State and local officials briefed the media late Monday morning about storm preparations in Schoharie County and elsewhere in the state.
The briefing, held at the Blenheim-Gilboa Visitors Center in North Blenhiem, brought together officials from the New York Power Authority, the state Department of Environmental Conservation, the New York City Department of Environmental Protection and emergency management officials from Schoharie County.
All of the agencies have been cooperating to reduce the effects of Superstorm Sandy, said Gil C. Quinones, president and chief executive of NYPA.
In the case of NYPA and the New York City’s DEP, that meant drawing down reservoirs to make room for flood waters.
Lynn Hait, NYPA’s regional manager for the central region, said the authority had done all it could at Blenheim-Gilboa.
“Primarily, the two reservoirs are configured such that the lower reservoir is at 860 feet, the minimum operating level, and our upper reservoir is full. The lower reservoir is just slightly lower than it was a year ago, before Irene. … The upper reservoir is full because of concerns by the New York ISO for bulk electric system stability.”
Jim Tierney, assistant commissioner for water and watershed for the state DEC, cautioned that Schoharie County streams had not recovered from devastating flooding produced by Hurricane Irene 14 months ago.
“They don’t store water the way they should,” he said.
He added that 500 million gallons per day was being released from Schoharie Reservoir, while cautioning that such steps could “mitigate,” but not prevent flooding.
Other responses to the storm:
Delaware County roads close
Delaware County Chairman James E. Eisel Sr. declared a state of emergency for the county, closing all roads from 8 p.m. Monday to at least 6 a.m. today, at which time the declaration will be re-evaluated. Eisel cited predictions for overnight wind gusts as high as 70 mph and the danger created by fallen power lines as reasons for declaring the emergency.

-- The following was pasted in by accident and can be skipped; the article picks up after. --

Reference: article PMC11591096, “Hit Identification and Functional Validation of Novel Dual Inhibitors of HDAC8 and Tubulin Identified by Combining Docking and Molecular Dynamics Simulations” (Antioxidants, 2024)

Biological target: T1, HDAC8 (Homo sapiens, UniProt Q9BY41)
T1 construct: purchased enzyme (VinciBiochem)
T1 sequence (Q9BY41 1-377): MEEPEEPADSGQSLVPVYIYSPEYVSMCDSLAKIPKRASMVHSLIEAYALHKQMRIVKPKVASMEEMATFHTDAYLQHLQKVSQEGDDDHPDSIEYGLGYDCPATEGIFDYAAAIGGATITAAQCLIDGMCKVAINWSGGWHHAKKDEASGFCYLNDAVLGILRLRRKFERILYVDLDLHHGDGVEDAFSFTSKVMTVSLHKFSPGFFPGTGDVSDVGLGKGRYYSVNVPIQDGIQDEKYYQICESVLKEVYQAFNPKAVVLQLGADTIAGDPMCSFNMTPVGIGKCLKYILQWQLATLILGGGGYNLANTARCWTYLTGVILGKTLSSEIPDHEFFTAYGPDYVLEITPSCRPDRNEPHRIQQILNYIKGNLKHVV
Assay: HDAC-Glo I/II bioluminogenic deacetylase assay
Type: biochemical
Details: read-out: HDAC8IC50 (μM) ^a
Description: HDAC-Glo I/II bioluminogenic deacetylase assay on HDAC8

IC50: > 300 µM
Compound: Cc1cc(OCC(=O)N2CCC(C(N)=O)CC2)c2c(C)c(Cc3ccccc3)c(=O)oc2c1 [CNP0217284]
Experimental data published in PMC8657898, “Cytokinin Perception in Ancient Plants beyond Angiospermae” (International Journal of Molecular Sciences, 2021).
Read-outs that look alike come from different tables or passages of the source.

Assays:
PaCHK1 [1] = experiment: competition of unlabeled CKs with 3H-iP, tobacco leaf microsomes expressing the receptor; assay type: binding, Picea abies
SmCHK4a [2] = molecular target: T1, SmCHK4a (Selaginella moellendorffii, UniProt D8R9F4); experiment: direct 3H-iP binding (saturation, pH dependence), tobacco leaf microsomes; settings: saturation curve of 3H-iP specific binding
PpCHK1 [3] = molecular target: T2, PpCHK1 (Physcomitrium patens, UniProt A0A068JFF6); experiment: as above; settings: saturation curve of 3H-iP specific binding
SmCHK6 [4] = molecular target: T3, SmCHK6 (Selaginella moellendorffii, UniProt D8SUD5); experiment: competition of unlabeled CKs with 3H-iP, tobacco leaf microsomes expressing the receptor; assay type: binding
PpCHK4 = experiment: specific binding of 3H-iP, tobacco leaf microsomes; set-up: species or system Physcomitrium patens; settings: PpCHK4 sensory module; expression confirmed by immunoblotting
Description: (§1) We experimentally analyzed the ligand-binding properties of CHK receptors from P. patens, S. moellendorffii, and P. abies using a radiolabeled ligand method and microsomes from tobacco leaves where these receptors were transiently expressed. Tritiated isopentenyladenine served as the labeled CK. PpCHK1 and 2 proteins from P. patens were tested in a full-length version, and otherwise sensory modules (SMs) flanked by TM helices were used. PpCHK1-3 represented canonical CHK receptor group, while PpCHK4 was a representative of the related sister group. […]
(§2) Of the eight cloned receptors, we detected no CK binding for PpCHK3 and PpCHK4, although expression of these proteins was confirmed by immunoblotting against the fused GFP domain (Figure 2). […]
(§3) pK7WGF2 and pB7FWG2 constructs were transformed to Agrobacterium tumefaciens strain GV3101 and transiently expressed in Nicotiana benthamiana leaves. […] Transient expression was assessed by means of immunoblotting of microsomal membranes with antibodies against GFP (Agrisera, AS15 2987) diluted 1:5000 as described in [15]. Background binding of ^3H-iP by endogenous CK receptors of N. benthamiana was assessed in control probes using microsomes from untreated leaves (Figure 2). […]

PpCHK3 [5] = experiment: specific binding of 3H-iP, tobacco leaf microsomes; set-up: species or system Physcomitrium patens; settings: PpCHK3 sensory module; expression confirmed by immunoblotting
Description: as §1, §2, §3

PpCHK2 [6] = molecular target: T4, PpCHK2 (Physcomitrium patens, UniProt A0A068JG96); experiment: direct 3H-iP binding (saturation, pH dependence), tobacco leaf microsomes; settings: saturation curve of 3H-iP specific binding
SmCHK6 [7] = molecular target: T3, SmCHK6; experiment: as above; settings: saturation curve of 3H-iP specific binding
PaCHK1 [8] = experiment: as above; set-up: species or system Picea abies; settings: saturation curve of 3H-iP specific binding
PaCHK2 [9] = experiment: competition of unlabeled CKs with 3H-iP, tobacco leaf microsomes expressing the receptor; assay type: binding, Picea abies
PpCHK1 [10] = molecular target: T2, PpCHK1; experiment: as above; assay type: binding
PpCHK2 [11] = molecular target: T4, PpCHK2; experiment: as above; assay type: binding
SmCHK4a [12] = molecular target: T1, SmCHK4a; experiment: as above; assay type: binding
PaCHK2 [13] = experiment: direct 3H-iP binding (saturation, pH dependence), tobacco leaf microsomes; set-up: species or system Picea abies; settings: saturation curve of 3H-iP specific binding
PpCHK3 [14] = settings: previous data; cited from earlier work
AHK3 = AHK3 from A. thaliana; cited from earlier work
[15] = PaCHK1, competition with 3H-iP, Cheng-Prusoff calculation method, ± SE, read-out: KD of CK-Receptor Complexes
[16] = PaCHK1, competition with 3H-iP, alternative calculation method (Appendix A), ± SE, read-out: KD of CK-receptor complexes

A state of emergency was declared in Chenango County, with all roads in the county scheduled to close at 9 p.m. Monday. The road closing will be re-evaluated at 6 a.m. today, according to a media release from the county Bureau of Fire and Emergency Management.
Otsego monitoring weather
The Otsego County Office of Emergency Services was monitoring the weather and keeping municipalities apprised of conditions via email, Coordinator Kevin Ritton said about 4 p.m. Monday. The office participated in conference calls Monday with the National Weather Service and the state emergency services officials, he said.
The Otsego County Office of Emergency Services opened a shelter at St. Mary’s Church annex building on Walnut Street in Oneonta at 7 p.m. Monday.
No Oneonta buses
Oneonta Public Transit parked its buses at 7 p.m. Monday, with operations scheduled to resume at noon today, city officials said.
Red Cross prepares
The Mohawk Valley Chapter of the American Red Cross said it had shelters on standby for residents of Oneida, Herkimer and Otsego counties and is mobilizing volunteers, relief supplies and disaster vehicles. It is working with county emergency management officials.
Cornell Cooperative Extension urged farmers to prepare for power outages, structural or crop damage, insurance claims and damage that could accompany Sandy. It reminded farmers that photos of agricultural losses are very helpful to the U.S. Agriculture Department, especially with their livestock indemnity programs. Farmers and homeowners also should store all business records above flood level, which is generally at least 2 feet off the floor, the service said in a press release.